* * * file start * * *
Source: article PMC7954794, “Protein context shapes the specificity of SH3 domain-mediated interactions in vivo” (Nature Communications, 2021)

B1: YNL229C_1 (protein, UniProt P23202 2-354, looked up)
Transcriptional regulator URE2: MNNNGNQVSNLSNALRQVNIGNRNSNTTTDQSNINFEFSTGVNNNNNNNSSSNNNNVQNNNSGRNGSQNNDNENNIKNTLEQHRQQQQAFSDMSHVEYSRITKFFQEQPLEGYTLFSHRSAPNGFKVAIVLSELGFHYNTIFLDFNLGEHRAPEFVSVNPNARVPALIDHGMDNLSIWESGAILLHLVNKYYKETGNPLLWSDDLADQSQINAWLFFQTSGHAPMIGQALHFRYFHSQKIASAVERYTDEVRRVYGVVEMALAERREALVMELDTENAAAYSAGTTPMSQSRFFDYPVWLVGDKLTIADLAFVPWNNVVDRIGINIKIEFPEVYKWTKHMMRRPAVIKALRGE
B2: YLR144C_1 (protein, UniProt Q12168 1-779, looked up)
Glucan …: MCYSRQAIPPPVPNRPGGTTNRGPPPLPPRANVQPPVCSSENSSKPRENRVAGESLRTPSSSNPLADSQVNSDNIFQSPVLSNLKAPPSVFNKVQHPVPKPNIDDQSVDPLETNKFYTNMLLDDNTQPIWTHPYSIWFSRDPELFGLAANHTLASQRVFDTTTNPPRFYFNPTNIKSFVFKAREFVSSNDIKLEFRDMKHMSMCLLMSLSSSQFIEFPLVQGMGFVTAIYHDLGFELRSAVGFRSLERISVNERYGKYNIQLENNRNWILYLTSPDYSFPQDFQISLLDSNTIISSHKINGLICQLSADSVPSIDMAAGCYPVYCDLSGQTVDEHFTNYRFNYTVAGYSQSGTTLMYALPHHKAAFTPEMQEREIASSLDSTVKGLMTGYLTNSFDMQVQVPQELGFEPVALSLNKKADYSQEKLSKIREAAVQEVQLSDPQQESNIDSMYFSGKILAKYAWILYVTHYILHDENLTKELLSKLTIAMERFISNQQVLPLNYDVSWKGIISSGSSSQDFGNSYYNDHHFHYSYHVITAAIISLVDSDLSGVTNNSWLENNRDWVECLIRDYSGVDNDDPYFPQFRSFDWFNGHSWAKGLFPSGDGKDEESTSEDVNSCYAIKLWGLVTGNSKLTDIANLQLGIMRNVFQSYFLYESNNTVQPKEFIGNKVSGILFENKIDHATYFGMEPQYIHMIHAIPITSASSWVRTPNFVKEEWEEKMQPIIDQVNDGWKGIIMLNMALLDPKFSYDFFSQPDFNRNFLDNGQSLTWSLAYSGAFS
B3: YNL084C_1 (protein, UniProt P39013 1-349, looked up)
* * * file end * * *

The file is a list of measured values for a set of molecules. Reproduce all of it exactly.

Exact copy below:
Source: article PMC7954794, “Protein context shapes the specificity of SH3 domain-mediated interactions in vivo” (Nature Communications, 2021)

B1: YNL229C_1 (protein, UniProt P23202 2-354, looked up)
Transcriptional regulator URE2: MNNNGNQVSNLSNALRQVNIGNRNSNTTTDQSNINFEFSTGVNNNNNNNSSSNNNNVQNNNSGRNGSQNNDNENNIKNTLEQHRQQQQAFSDMSHVEYSRITKFFQEQPLEGYTLFSHRSAPNGFKVAIVLSELGFHYNTIFLDFNLGEHRAPEFVSVNPNARVPALIDHGMDNLSIWESGAILLHLVNKYYKETGNPLLWSDDLADQSQINAWLFFQTSGHAPMIGQALHFRYFHSQKIASAVERYTDEVRRVYGVVEMALAERREALVMELDTENAAAYSAGTTPMSQSRFFDYPVWLVGDKLTIADLAFVPWNNVVDRIGINIKIEFPEVYKWTKHMMRRPAVIKALRGE
B2: YLR144C_1 (protein, UniProt Q12168 1-779, looked up)
Glucan …: MCYSRQAIPPPVPNRPGGTTNRGPPPLPPRANVQPPVCSSENSSKPRENRVAGESLRTPSSSNPLADSQVNSDNIFQSPVLSNLKAPPSVFNKVQHPVPKPNIDDQSVDPLETNKFYTNMLLDDNTQPIWTHPYSIWFSRDPELFGLAANHTLASQRVFDTTTNPPRFYFNPTNIKSFVFKAREFVSSNDIKLEFRDMKHMSMCLLMSLSSSQFIEFPLVQGMGFVTAIYHDLGFELRSAVGFRSLERISVNERYGKYNIQLENNRNWILYLTSPDYSFPQDFQISLLDSNTIISSHKINGLICQLSADSVPSIDMAAGCYPVYCDLSGQTVDEHFTNYRFNYTVAGYSQSGTTLMYALPHHKAAFTPEMQEREIASSLDSTVKGLMTGYLTNSFDMQVQVPQELGFEPVALSLNKKADYSQEKLSKIREAAVQEVQLSDPQQESNIDSMYFSGKILAKYAWILYVTHYILHDENLTKELLSKLTIAMERFISNQQVLPLNYDVSWKGIISSGSSSQDFGNSYYNDHHFHYSYHVITAAIISLVDSDLSGVTNNSWLENNRDWVECLIRDYSGVDNDDPYFPQFRSFDWFNGHSWAKGLFPSGDGKDEESTSEDVNSCYAIKLWGLVTGNSKLTDIANLQLGIMRNVFQSYFLYESNNTVQPKEFIGNKVSGILFENKIDHATYFGMEPQYIHMIHAIPITSASSWVRTPNFVKEEWEEKMQPIIDQVNDGWKGIIMLNMALLDPKFSYDFFSQPDFNRNFLDNGQSLTWSLAYSGAFS
B3: YNL084C_1 (protein, UniProt P39013 1-349, looked up)